Electronics Assembly Knowledge, Vision & Wisdom
Component Moisture Question?
Component Moisture Question?
We mistakenly assembled circuit boards using BGA components that were not properly stored. Can we now rebake the assemblies?
Board Talk
Board Talk is presented by ITM Consulting

Phil Zarrow
Phil Zarrow, ITM Consulting
With over 35 years experience in PCB assembly, Phil is one of the leading experts in SMT process failure analysis. He has vast experience in SMT equipment, materials and processes.

Jim Hall
Jim Hall, ITM Consulting
A Lean Six-Sigma Master Blackbelt, Jim has a wealth of knowledge in soldering, thermal technology, equipment and process basics. He is a pioneer in the science of reflow.

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And welcome to Board Talk with Jim Hall and Phil Zarrow, of ITM Consulting, although we're affectionately known as The Assembly Brothers in this venue.

Today we're coming to you from the ITM Elegante Ball Room high atop Mt. Rialto and we're here to talk about electronic assembly.

Materials, equipment, components, practices, procedures, and whatever else comes to mind.

I believe today Jim, we have a component procedure related question.

Yes this is from M.M. We mistakenly assembled circuit boards using BGA components that were not properly stored.

The BGA components had moisture tags that show indication of moisture exposure. All the assemblies passed testing.

Can we now rebake the assemblies to ensure that they will not have moisture related failures on these devices, or should we remove and replace the suspect BGA components?

I think this is a case of closing the barn door after the horse is out, or the BGA is out. Am I correct?

Absolutely Phil. This is a classic example of MSD potential damage.

A part was not stored properly. It was exposed to moisture. We didn't realize it. We reflowed it. The answer to your first question is no.

Rebaking at this point will do nothing to help that part. The damage occurs during reflow if there's too much moisture in there it can crack, delaminate and all the other bad things we know that can happen to the internal structure of moisture sensitive components. So no.

The question is, you say all the assemblies passed testing so there's no dead in the water failures. Was there any damage inside the parts? The best way to look for the most common types of moisture sensitive damage, which is cracking and delamination, is using scanning acoustic microscopy.

Better known as C-SAM. It's a non-destructive test. If you have it available, it's not real expensive or time consuming and again you can find it if you do the parts that are suspect you can see a lot of the typical kinds of damage.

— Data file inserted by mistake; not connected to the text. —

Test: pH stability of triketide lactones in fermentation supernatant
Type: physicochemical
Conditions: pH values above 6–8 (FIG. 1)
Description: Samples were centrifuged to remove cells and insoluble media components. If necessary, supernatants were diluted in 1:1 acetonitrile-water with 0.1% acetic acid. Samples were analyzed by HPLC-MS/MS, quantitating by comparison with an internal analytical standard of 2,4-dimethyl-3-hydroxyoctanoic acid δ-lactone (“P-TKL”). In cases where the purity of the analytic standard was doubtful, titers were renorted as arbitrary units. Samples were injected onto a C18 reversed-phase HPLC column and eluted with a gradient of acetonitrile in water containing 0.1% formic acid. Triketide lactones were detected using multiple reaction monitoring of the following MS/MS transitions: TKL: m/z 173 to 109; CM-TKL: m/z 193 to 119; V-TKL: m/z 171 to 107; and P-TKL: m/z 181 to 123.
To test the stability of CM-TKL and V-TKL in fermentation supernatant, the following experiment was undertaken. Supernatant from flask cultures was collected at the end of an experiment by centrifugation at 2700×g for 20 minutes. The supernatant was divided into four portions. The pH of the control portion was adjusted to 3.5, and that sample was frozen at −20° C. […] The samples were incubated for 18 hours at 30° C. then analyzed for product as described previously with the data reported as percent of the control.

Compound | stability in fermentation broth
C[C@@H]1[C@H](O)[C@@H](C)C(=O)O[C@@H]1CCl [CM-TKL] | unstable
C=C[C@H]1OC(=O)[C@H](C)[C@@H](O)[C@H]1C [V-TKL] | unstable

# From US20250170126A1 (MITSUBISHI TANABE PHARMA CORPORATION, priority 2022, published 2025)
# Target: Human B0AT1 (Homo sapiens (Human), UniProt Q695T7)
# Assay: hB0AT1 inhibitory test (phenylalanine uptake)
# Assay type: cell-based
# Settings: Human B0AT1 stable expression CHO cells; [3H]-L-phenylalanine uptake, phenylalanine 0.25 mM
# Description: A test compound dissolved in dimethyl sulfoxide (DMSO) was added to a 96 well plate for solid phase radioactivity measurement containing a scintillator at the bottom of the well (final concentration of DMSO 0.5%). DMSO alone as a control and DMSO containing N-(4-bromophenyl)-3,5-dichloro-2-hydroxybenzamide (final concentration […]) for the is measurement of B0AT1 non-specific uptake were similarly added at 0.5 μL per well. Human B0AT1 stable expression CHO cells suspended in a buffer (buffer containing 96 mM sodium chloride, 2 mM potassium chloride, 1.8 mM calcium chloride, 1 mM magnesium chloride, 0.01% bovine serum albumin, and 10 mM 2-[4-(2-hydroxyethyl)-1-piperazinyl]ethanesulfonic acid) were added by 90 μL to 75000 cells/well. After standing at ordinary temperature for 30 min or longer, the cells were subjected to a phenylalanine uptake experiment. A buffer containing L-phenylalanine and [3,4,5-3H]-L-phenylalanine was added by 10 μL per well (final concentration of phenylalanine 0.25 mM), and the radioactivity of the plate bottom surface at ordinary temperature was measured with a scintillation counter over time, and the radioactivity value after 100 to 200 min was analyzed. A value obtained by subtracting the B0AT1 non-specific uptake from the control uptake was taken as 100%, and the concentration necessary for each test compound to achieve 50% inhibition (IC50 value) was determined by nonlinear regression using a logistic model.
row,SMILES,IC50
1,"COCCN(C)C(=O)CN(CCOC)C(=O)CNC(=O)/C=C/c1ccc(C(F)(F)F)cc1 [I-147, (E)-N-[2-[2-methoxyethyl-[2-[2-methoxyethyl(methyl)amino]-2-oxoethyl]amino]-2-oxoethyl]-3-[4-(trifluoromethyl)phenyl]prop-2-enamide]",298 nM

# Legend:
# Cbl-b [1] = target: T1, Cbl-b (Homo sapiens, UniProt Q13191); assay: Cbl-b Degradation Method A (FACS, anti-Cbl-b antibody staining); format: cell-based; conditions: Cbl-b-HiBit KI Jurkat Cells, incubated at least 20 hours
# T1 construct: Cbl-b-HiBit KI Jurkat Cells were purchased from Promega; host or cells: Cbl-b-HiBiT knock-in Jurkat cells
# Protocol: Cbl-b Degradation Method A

You may want to x-ray them to look for potential cracks in wire bonds that may not have been caught during your quality testing for be it in-circuit or functional.

But, otherwise yeah, pull off all the parts and replace them. Good luck and you've learned, as my brother said, you've got to follow these procedures.

I just want to add that a lot of people feel that if they didn't get corner lifting on the corner bonds of the component that they're free and clear. We want to point out that the popcorn effect doesn't always occur.

That sometimes you don't get enough belly bulge during the reflow expansion to actually lift the corner leads. So just because you haven't lifted the corner leads doesn't mean those symptoms my brother Jim has mentioned aren't there.

Yes, the scariest thing about moisture sensitivity damage is that we have no idea how big the problem is.

Because if as Phil just illuminated, if you don't get this catastrophic pop-corning during reflow that lifts the corner, that cracks the packages, or we've seen actually parts being blown right off the surface of the circuit board, you can get situations where they look okay, they test okay but you've got some latent damage inside that has reduced the reliability of the product and you get failure in start-up, burn-in, early infant mortality, or worst of all intermittent.

Because you've got some delamination that's not a failure but the part overheats or you get some connections that aren't reliable and you get intermittence.

Typically if they've gotten out of the factory very few people die and fault analyze to the internal component level. So think about all the intermittent problems that are out in the field. Some percentage of those are probably due to moisture sensitivity damage during reflow in assembly.

But we have no idea how much or how big the problem is. So keep those moisture sensitive parts in their moisture barrier bags or in their dry cabinets.  Keep track of them and don't put them on a board if you're not sure.

Bake the parts before you reflow them. Baking them after reflow does no good whatsoever.

You have been listening to Board Talk and whatever you do ...

Don't solder like my brother.

Don't solder like my brother either.

I would agree last option R&R, avoid a BGA pad repair. A nice long reflow soak should drive off moisture. I would still consider baking the CCA if it was to be wave soldered (preheat much shorter, shocker).
Rob, Amherst
BGA's can be usually checked using even 2D x-ray (3D oblique and CT x-ray are superior methods, however. You are looking for "voids" if the number of voids is deemed acceptable, the BGA's are likely fine.
Bill Peterson, Hirose Electric
I can only add that I would discuss it with the customer (whether it is your external or internal one). Tell them what happened and try to come up with a reasonable solution (decision) together.
Mark Kostinovsky, Schlumberger
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